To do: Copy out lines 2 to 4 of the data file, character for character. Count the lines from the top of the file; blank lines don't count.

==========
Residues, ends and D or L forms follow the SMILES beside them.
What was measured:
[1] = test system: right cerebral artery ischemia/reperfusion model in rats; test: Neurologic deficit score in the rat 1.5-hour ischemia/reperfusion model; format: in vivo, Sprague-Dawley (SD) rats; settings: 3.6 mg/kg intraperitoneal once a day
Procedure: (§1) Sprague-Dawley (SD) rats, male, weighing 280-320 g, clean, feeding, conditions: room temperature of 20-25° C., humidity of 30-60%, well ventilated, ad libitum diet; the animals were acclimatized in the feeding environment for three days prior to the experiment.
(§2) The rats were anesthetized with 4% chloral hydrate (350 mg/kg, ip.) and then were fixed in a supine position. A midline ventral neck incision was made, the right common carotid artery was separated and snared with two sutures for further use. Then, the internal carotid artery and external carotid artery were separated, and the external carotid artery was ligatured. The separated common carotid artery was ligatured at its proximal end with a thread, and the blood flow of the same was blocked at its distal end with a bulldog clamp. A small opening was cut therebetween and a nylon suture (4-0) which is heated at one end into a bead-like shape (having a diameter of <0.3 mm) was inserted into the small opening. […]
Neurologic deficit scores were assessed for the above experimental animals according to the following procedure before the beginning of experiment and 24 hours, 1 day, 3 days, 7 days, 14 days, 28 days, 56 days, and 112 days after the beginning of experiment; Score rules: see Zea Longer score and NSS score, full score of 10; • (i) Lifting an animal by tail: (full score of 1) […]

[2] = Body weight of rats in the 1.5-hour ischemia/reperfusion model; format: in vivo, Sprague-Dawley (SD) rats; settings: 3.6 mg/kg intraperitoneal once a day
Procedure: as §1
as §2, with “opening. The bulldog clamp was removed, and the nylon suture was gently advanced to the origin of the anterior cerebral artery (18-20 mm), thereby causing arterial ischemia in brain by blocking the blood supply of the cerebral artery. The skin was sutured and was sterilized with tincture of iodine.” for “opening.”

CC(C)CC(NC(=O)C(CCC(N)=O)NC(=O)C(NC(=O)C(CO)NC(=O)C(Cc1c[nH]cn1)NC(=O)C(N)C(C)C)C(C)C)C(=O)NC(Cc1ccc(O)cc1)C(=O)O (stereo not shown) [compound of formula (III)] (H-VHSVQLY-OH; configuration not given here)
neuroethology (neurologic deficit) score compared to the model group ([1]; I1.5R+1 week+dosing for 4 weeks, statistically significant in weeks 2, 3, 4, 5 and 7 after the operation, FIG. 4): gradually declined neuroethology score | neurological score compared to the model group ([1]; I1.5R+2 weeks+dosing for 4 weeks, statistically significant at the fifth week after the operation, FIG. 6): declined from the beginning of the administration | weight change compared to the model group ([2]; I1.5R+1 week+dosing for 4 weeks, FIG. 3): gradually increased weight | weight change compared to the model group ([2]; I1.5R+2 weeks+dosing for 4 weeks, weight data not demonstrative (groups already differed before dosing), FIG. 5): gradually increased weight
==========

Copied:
What was measured:
[1] = test system: right cerebral artery ischemia/reperfusion model in rats; test: Neurologic deficit score in the rat 1.5-hour ischemia/reperfusion model; format: in vivo, Sprague-Dawley (SD) rats; settings: 3.6 mg/kg intraperitoneal once a day
Procedure: (§1) Sprague-Dawley (SD) rats, male, weighing 280-320 g, clean, feeding, conditions: room temperature of 20-25° C., humidity of 30-60%, well ventilated, ad libitum diet; the animals were acclimatized in the feeding environment for three days prior to the experiment.